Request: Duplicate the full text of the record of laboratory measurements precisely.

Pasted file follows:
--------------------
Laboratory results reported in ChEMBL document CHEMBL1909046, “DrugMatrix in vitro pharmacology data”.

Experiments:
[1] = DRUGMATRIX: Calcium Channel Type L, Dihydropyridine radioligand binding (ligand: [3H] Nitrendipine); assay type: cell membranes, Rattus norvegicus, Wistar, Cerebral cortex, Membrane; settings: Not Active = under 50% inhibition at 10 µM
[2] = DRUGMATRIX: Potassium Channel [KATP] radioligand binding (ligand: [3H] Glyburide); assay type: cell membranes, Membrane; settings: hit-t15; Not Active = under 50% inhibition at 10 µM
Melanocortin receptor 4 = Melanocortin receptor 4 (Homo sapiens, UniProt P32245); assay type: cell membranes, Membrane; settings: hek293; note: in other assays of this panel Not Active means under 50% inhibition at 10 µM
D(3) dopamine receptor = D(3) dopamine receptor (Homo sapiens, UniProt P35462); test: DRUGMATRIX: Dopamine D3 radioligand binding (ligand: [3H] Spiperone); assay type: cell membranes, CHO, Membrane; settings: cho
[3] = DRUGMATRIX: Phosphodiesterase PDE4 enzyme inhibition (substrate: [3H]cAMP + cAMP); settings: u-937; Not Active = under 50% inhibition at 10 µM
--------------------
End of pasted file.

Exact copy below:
Laboratory results reported in ChEMBL document CHEMBL1909046, “DrugMatrix in vitro pharmacology data”.

Experiments:
[1] = DRUGMATRIX: Calcium Channel Type L, Dihydropyridine radioligand binding (ligand: [3H] Nitrendipine); assay type: cell membranes, Rattus norvegicus, Wistar, Cerebral cortex, Membrane; settings: Not Active = under 50% inhibition at 10 µM
[2] = DRUGMATRIX: Potassium Channel [KATP] radioligand binding (ligand: [3H] Glyburide); assay type: cell membranes, Membrane; settings: hit-t15; Not Active = under 50% inhibition at 10 µM
Melanocortin receptor 4 = Melanocortin receptor 4 (Homo sapiens, UniProt P32245); assay type: cell membranes, Membrane; settings: hek293; note: in other assays of this panel Not Active means under 50% inhibition at 10 µM
D(3) dopamine receptor = D(3) dopamine receptor (Homo sapiens, UniProt P35462); test: DRUGMATRIX: Dopamine D3 radioligand binding (ligand: [3H] Spiperone); assay type: cell membranes, CHO, Membrane; settings: cho
[3] = DRUGMATRIX: Phosphodiesterase PDE4 enzyme inhibition (substrate: [3H]cAMP + cAMP); settings: u-937; Not Active = under 50% inhibition at 10 µM